Friday, April 20, 2007

Fight Over Closed Fire Stations Rages

Yesterday, the Daily News ran an article about the continuing battle over the future use of two shuttered Brooklyn fire houses, and the fact that some non-profit groups were anxious cut a deal with the city for the properties. Activist Phil DePaolo, who was one of the leaders of the fight to keep Engine 212 in Williamsburg open, has more to say on the subject. In an email, Mr. DePaolo writes:
The saddest part of this whole Firehouse issue is that many Not for Profits who never made any effort to help the communities who were fighting the Engine closings are now climbing over each other to take the houses for their own use. Mayor Bloomberg has made it clear that reopening the Engine companies is not an option and is not to be raised as an issue.

Here in Williamsburg many have justified giving up the fight to restore our Engine by saying that the Engine Company is obsolete and a new firehouse could be built at a later date. Yet they don’t say where this could happen. Land in Northside Williamsburg is going for over a Million dollars for a 20x100 lot today. By 2010 land cost will be much higher and public land will all be absorbed by development. So how would land be acquired for a firehouse? Could some homes that are still remaining in the community be taken by eminent domain for a firehouse in the future? The claim that Engine 212 is obsolete is also debatable...

In Calendar Year 2002 the last full year before Mayor Bloomberg closed six Engine companies the F.D.N.Y averaged 4:13 sec to a Structural fire. They responded to 26,248 Structural Fires in 2002. In just released 2006 Calendar year response numbers the F.D.N.Y averaged 4:29 sec to a Structural Fire. They responded to 27,817 Structural Fires in 2006...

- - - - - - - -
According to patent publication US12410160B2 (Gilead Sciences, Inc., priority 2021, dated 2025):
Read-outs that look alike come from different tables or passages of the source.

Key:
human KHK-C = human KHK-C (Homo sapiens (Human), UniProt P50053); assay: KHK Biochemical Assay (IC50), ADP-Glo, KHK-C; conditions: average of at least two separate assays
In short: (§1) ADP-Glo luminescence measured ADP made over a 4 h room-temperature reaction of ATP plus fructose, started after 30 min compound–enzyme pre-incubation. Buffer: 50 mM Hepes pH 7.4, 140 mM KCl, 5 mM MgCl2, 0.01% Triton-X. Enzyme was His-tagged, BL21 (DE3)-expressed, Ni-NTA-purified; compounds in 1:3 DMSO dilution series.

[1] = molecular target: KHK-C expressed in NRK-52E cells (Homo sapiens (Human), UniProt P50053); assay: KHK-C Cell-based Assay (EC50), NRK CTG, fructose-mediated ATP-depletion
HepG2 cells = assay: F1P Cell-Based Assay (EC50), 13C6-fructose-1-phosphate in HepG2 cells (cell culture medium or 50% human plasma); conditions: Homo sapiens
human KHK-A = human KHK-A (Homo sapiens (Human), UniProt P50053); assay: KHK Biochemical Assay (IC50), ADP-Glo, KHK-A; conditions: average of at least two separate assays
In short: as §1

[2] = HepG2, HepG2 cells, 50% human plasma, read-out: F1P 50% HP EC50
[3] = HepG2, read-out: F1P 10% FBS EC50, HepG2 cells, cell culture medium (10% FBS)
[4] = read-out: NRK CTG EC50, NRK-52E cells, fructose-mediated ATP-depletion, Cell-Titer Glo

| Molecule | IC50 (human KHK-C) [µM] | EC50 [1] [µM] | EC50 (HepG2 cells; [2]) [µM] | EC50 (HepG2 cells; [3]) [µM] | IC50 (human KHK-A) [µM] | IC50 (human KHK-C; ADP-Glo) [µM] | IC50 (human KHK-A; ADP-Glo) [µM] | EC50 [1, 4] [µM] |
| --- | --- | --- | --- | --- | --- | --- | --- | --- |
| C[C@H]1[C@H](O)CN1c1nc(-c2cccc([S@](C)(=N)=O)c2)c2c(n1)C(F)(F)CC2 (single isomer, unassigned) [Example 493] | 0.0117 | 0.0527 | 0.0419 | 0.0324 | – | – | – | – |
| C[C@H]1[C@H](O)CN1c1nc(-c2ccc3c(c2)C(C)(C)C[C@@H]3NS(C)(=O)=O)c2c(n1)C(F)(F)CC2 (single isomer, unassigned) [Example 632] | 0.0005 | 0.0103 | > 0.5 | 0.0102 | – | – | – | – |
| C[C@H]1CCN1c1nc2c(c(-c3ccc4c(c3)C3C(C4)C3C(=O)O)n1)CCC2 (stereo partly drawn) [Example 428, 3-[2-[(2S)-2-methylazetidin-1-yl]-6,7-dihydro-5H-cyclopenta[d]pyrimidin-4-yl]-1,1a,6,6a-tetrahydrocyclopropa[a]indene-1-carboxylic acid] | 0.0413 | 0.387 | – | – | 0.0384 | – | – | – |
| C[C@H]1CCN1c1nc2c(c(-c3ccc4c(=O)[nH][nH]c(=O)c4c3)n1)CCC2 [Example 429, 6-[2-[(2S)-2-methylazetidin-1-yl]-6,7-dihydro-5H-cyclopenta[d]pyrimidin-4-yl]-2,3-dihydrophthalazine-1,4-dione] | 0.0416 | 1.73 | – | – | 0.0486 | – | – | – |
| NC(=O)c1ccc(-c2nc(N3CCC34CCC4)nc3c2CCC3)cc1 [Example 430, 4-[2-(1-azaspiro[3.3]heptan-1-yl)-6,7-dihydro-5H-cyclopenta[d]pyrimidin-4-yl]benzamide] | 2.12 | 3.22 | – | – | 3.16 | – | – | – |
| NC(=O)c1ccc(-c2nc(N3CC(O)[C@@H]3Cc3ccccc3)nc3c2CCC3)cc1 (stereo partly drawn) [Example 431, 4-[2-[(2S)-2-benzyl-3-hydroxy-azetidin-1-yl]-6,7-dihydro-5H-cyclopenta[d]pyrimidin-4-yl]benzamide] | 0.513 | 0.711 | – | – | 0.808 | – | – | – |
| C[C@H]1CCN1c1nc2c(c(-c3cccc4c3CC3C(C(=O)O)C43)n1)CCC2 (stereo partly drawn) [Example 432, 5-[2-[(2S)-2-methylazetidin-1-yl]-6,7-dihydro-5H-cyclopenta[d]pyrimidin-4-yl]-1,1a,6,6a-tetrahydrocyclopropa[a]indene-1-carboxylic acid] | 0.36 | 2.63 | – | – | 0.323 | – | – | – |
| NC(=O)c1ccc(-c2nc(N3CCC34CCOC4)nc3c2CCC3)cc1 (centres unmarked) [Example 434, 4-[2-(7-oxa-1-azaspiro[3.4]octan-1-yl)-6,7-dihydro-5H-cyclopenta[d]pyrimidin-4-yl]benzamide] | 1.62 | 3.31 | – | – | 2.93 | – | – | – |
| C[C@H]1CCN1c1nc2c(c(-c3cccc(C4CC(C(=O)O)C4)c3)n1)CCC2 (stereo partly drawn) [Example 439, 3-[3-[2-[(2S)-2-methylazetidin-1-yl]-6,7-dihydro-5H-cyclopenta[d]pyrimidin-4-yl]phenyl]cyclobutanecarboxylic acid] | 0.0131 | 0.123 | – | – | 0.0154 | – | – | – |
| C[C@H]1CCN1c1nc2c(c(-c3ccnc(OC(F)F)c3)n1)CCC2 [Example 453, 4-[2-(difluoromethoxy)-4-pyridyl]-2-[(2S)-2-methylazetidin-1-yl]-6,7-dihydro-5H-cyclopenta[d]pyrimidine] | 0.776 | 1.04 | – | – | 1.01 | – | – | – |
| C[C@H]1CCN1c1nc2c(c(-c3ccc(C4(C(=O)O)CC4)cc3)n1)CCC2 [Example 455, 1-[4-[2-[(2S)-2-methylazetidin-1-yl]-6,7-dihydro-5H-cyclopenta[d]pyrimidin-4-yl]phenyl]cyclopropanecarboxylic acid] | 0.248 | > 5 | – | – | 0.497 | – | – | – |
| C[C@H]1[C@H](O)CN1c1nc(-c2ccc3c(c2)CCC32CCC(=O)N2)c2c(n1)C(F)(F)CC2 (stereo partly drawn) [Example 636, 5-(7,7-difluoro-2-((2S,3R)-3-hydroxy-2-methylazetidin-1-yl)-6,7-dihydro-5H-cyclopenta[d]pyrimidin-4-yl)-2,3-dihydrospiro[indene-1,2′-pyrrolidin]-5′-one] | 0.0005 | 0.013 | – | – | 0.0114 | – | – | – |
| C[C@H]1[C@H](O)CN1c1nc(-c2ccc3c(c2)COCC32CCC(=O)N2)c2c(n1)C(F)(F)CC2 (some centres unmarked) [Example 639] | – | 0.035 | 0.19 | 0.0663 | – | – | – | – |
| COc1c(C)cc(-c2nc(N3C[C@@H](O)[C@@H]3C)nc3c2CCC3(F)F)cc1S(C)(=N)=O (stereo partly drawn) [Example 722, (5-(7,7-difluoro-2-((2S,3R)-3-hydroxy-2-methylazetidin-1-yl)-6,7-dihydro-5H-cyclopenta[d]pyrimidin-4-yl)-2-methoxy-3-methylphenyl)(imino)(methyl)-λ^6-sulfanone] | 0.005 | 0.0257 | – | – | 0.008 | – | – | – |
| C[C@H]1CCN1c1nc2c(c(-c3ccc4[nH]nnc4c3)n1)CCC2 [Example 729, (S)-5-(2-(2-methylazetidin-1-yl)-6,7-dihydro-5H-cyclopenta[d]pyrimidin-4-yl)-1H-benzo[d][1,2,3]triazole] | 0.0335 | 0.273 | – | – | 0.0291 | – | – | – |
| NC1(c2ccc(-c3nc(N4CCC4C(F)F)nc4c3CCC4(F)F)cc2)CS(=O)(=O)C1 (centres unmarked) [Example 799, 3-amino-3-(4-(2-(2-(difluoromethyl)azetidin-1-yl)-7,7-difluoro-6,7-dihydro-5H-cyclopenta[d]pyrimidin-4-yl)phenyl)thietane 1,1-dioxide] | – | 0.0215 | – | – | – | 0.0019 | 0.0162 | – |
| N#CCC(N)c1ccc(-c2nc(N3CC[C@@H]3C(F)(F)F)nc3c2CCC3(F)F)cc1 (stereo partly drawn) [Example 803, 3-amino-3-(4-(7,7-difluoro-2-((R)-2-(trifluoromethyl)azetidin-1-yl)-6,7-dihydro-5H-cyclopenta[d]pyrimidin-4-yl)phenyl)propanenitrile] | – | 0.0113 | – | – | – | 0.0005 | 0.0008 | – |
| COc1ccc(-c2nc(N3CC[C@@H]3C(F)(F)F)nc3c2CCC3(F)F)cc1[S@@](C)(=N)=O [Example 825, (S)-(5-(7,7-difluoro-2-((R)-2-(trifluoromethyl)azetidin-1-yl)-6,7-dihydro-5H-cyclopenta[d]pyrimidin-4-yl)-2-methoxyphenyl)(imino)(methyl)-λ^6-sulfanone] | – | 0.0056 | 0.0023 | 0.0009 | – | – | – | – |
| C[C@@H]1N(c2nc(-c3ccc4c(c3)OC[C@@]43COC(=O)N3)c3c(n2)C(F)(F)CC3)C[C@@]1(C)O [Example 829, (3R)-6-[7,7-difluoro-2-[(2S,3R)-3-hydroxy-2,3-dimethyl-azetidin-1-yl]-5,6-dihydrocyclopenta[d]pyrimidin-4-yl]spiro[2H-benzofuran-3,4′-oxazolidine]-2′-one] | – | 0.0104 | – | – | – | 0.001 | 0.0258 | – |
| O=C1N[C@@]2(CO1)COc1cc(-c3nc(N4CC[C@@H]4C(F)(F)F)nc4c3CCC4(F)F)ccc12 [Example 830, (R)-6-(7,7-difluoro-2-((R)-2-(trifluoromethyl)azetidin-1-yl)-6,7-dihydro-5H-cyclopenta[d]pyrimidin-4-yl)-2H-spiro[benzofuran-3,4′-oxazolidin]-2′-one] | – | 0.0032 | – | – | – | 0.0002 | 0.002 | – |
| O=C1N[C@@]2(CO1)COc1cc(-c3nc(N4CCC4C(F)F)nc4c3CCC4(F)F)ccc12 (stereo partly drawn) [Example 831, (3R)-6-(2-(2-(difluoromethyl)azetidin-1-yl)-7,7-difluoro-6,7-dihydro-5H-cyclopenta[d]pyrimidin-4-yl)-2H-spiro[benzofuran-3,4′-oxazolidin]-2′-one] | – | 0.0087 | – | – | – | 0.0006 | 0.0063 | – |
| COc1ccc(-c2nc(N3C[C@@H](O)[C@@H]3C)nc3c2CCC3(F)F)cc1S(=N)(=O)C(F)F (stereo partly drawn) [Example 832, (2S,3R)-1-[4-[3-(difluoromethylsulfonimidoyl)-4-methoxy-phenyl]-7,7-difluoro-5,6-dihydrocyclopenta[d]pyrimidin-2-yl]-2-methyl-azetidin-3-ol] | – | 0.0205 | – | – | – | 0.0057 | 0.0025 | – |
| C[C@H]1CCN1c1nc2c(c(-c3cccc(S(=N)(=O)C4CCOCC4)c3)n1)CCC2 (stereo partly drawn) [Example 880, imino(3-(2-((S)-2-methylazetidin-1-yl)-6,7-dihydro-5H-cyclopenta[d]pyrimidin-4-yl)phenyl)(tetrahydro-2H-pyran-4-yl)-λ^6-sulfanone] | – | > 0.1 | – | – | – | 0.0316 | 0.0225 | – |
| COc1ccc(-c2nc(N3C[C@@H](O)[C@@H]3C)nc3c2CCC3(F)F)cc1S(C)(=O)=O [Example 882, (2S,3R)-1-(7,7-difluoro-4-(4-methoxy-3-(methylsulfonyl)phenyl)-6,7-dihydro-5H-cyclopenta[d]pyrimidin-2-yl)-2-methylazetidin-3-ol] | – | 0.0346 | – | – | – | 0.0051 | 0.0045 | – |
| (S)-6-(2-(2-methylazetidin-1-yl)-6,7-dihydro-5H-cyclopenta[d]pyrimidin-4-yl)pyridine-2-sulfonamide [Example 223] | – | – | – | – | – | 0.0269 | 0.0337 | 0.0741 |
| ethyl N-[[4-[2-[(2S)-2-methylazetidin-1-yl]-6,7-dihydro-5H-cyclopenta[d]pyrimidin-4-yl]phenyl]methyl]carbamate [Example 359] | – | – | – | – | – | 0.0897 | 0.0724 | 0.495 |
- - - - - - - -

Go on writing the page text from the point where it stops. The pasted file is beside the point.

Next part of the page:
Now all the huge towers that are being built on the former first due are of Engine 212 on the Williamsburg Greenpoint waterfront will require greater response to a fire. A HIGH-RISE MULTIPLE DWELLING FIRE requires a Response of 5 engines, not two. So instead of beefing up resources on the Williamsburg Greenpoint waterfront Mayor Bloomberg closed E212 and also closed E209 in Nearby Bushwick. It is also not lost on the people of Greenpoint and Williamsburg that Mayor Bloomberg changed his mind on closing the engine company nearest his own address...

I remain steadfast in my belief that Engine 212 and Engine 204 should be returned to service returned to the communities as needed Firehouses.
The two Brooklyn fire houses in question are Engine 204's building on DeGraw Street in Cobble Hill and Engine 212's quarters on Wythe Ave. in Williamsburg.

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